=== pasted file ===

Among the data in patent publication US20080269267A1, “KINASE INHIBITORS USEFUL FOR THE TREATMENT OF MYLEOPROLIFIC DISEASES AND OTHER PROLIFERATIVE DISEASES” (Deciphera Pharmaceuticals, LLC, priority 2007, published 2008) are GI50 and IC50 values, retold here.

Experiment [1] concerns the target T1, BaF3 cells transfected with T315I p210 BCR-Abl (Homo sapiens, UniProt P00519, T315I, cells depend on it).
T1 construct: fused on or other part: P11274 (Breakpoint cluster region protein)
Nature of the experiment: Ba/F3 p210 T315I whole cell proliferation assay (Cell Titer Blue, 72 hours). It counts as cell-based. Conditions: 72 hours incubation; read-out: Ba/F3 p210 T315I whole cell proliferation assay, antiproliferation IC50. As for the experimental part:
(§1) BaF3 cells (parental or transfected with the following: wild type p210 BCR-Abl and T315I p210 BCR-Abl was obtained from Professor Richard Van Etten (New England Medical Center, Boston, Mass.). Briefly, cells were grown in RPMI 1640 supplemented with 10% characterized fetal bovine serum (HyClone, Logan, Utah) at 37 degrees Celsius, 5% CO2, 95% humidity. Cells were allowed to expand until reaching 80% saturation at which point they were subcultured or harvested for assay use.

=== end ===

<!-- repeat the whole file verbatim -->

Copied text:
Among the data in patent publication US20080269267A1, “KINASE INHIBITORS USEFUL FOR THE TREATMENT OF MYLEOPROLIFIC DISEASES AND OTHER PROLIFERATIVE DISEASES” (Deciphera Pharmaceuticals, LLC, priority 2007, published 2008) are GI50 and IC50 values, retold here.

Experiment [1] concerns the target T1, BaF3 cells transfected with T315I p210 BCR-Abl (Homo sapiens, UniProt P00519, T315I, cells depend on it).
T1 construct: fused on or other part: P11274 (Breakpoint cluster region protein)
Nature of the experiment: Ba/F3 p210 T315I whole cell proliferation assay (Cell Titer Blue, 72 hours). It counts as cell-based. Conditions: 72 hours incubation; read-out: Ba/F3 p210 T315I whole cell proliferation assay, antiproliferation IC50. As for the experimental part:
(§1) BaF3 cells (parental or transfected with the following: wild type p210 BCR-Abl and T315I p210 BCR-Abl was obtained from Professor Richard Van Etten (New England Medical Center, Boston, Mass.). Briefly, cells were grown in RPMI 1640 supplemented with 10% characterized fetal bovine serum (HyClone, Logan, Utah) at 37 degrees Celsius, 5% CO2, 95% humidity. Cells were allowed to expand until reaching 80% saturation at which point they were subcultured or harvested for assay use.